ABSTRACT WATCH: Breastfeeding the late preterm infant

Breastfeeding the late preterm infant: experiences of mothers and perceptions of public health nurses

  • Aliyah Dosani, Jena Hemraj, Shahirose S. Premji, Genevieve Currie, Sandra M. Reilly, Abhay K. Lodha, Marilyn Young and Marc Hall4
  • International Breastfeeding Journal, 2017, 12:23
  • DOI: 10.1186/s13006-017-0114-0



  • The promotion and maintenance of breastfeeding with late preterm infants (LPIs) remain under examined topics of study. This dearth of research knowledge, especially for this population at-risk for various health complications, requires scientific investigation. In this study, we explore the experiences of mothers and the perceptions of public health nurses (PHNs) about breastfeeding late preterm infants in Calgary, Alberta, Canada.


  • We used an exploratory mixed methods design with a convenience sample of 122 mothers to gather quantitative data about breastfeeding. We collected qualitative data by means of individual face-to-face interviews with 11 mothers and 10 public health nurses. Data were collected from April 2013 to June 2014. We then employed an interpretive thematic analysis to identify central themes and relationships across narratives.


  • We collected 74 complete data sets about breastfeeding. During the first 6–8 weeks postpartum, 61 mothers breastfed their infants. Of these, 51 partially breastfed and 10 exclusively breastfed. For qualitative purposes, the researchers interviewed 11 mothers with late preterm babies and three themes emerged: significant difficulty with breastfeeding, failing to recognize the infant’s feeding distress and disorganized behavior, and the parental stress caused by the multiple feeding issues. The public health nurses’ comments reinforced and expanded on what the mothers reported. The themes for the nurses included: challenges with initiating breastfeeding, challenges during breastfeeding, and the need for stimulation during breastfeeding.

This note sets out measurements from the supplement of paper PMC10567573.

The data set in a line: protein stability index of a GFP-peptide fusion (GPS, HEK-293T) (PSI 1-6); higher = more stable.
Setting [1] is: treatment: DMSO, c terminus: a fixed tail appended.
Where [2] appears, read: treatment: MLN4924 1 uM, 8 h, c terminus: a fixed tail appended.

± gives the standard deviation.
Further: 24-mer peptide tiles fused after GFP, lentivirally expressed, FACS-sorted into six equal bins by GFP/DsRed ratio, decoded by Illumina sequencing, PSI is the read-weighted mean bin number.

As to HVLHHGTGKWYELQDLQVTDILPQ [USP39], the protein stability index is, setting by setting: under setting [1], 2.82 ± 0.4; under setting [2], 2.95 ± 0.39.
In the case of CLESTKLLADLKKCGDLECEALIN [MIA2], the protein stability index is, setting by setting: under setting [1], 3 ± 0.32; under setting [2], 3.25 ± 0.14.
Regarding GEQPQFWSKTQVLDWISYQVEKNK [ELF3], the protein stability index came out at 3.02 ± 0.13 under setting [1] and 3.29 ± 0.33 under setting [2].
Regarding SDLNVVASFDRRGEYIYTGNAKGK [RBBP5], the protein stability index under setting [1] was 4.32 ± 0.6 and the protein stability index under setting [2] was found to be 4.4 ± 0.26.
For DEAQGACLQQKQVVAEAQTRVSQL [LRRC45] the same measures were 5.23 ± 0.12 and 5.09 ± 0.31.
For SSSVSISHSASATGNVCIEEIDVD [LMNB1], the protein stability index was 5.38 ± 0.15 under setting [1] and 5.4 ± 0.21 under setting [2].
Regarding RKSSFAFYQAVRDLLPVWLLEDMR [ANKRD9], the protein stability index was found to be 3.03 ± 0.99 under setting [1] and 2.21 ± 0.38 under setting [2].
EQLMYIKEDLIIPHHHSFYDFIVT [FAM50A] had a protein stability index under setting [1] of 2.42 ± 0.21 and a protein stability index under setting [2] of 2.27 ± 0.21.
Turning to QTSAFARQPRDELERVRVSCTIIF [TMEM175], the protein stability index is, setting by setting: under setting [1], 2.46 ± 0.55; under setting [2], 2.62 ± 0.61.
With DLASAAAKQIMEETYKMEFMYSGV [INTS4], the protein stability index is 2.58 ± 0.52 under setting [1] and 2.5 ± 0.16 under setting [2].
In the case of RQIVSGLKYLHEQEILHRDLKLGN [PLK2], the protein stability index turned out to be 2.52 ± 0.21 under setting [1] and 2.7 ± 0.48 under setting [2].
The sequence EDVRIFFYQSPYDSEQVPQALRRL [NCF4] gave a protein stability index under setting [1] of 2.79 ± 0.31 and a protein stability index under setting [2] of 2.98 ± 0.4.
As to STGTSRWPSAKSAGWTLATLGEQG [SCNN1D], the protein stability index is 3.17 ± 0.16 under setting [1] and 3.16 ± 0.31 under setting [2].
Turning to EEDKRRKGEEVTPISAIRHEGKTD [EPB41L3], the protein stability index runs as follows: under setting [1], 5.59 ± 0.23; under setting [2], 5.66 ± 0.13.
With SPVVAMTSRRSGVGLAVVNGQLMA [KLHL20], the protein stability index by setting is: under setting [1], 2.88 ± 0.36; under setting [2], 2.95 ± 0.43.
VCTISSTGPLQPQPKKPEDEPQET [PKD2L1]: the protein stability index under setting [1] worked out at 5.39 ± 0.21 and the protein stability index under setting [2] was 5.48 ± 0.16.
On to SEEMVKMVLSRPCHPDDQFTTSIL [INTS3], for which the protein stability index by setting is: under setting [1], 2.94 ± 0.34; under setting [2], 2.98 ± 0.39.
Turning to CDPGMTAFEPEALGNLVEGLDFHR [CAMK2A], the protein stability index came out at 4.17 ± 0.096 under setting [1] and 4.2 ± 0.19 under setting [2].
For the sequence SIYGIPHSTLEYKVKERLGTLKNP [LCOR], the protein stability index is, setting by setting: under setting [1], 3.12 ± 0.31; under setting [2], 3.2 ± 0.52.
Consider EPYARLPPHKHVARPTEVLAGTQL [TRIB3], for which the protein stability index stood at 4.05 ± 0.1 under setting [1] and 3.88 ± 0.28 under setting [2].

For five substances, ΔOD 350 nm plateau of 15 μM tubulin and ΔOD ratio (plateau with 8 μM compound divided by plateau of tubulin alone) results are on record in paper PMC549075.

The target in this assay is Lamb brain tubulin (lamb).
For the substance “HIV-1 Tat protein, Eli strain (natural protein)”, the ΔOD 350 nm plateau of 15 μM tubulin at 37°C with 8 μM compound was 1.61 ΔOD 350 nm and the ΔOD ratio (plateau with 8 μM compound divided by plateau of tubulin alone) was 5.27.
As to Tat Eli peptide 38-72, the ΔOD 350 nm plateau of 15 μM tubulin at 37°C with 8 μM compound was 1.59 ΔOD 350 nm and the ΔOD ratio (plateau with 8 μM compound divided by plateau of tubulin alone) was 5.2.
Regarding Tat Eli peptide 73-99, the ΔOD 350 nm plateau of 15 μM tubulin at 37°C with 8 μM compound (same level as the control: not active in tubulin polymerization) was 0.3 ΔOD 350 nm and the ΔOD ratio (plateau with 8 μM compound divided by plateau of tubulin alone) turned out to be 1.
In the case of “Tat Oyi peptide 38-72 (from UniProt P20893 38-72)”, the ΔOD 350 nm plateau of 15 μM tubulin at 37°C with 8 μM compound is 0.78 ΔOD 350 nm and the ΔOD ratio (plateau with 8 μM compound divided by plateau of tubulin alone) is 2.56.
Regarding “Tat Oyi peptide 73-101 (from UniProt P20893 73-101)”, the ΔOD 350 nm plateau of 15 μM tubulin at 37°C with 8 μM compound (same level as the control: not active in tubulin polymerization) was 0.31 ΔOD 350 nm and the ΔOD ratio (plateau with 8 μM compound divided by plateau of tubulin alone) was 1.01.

• Mothers face challenges when breastfeeding their late preterm infants and public health nurses can guide them through this experience. Families with a late preterm infant need to be informed about the challenges associated with breastfeeding a late preterm infant. It is necessary for all health care professionals to receive proper training on safe and effective breastfeeding of late preterm infants. It is essential for public health nurses to communicate effectively with families of late preterm infants to provide anticipatory guidance about potential challenges and strategies to resolve any breastfeeding problems


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